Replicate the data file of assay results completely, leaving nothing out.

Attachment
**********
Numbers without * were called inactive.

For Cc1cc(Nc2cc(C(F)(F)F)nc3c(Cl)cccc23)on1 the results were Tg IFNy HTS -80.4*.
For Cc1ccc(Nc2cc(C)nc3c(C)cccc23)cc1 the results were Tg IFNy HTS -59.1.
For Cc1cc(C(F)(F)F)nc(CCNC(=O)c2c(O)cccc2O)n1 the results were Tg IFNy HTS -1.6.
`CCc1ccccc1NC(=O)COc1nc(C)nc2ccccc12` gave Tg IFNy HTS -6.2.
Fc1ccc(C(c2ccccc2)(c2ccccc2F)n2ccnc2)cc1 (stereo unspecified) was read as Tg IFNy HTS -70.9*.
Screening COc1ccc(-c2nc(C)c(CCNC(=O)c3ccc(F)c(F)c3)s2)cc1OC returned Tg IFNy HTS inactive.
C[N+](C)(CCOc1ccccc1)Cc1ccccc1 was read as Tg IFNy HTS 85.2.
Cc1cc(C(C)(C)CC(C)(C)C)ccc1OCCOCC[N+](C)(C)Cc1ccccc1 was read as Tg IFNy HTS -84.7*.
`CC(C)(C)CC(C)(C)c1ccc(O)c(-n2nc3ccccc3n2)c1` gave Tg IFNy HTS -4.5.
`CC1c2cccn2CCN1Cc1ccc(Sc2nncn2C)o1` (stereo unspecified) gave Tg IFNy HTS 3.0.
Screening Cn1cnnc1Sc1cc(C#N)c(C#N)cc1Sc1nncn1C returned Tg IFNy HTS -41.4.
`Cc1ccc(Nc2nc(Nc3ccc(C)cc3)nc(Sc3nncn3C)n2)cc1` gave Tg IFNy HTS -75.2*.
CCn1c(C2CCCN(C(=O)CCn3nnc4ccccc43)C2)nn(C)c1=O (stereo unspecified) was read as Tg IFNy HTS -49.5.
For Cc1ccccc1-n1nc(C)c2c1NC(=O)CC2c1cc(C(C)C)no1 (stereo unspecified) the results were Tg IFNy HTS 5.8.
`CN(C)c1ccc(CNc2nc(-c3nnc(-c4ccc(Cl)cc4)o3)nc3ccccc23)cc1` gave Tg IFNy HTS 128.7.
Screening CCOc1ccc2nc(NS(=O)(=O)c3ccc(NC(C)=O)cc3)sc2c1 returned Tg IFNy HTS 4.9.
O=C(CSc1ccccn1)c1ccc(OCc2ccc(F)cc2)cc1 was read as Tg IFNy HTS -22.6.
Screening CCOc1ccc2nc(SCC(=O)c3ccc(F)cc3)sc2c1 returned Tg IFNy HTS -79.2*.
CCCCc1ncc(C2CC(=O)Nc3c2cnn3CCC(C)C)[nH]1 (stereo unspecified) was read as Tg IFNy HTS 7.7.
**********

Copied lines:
Numbers without * were called inactive.

For Cc1cc(Nc2cc(C(F)(F)F)nc3c(Cl)cccc23)on1 the results were Tg IFNy HTS -80.4*.
For Cc1ccc(Nc2cc(C)nc3c(C)cccc23)cc1 the results were Tg IFNy HTS -59.1.
For Cc1cc(C(F)(F)F)nc(CCNC(=O)c2c(O)cccc2O)n1 the results were Tg IFNy HTS -1.6.
`CCc1ccccc1NC(=O)COc1nc(C)nc2ccccc12` gave Tg IFNy HTS -6.2.
Fc1ccc(C(c2ccccc2)(c2ccccc2F)n2ccnc2)cc1 (stereo unspecified) was read as Tg IFNy HTS -70.9*.
Screening COc1ccc(-c2nc(C)c(CCNC(=O)c3ccc(F)c(F)c3)s2)cc1OC returned Tg IFNy HTS inactive.
C[N+](C)(CCOc1ccccc1)Cc1ccccc1 was read as Tg IFNy HTS 85.2.
Cc1cc(C(C)(C)CC(C)(C)C)ccc1OCCOCC[N+](C)(C)Cc1ccccc1 was read as Tg IFNy HTS -84.7*.
`CC(C)(C)CC(C)(C)c1ccc(O)c(-n2nc3ccccc3n2)c1` gave Tg IFNy HTS -4.5.
`CC1c2cccn2CCN1Cc1ccc(Sc2nncn2C)o1` (stereo unspecified) gave Tg IFNy HTS 3.0.
Screening Cn1cnnc1Sc1cc(C#N)c(C#N)cc1Sc1nncn1C returned Tg IFNy HTS -41.4.
`Cc1ccc(Nc2nc(Nc3ccc(C)cc3)nc(Sc3nncn3C)n2)cc1` gave Tg IFNy HTS -75.2*.
CCn1c(C2CCCN(C(=O)CCn3nnc4ccccc43)C2)nn(C)c1=O (stereo unspecified) was read as Tg IFNy HTS -49.5.
For Cc1ccccc1-n1nc(C)c2c1NC(=O)CC2c1cc(C(C)C)no1 (stereo unspecified) the results were Tg IFNy HTS 5.8.
`CN(C)c1ccc(CNc2nc(-c3nnc(-c4ccc(Cl)cc4)o3)nc3ccccc23)cc1` gave Tg IFNy HTS 128.7.
Screening CCOc1ccc2nc(NS(=O)(=O)c3ccc(NC(C)=O)cc3)sc2c1 returned Tg IFNy HTS 4.9.
O=C(CSc1ccccn1)c1ccc(OCc2ccc(F)cc2)cc1 was read as Tg IFNy HTS -22.6.
Screening CCOc1ccc2nc(SCC(=O)c3ccc(F)cc3)sc2c1 returned Tg IFNy HTS -79.2*.
CCCCc1ncc(C2CC(=O)Nc3c2cnn3CCC(C)C)[nH]1 (stereo unspecified) was read as Tg IFNy HTS 7.7.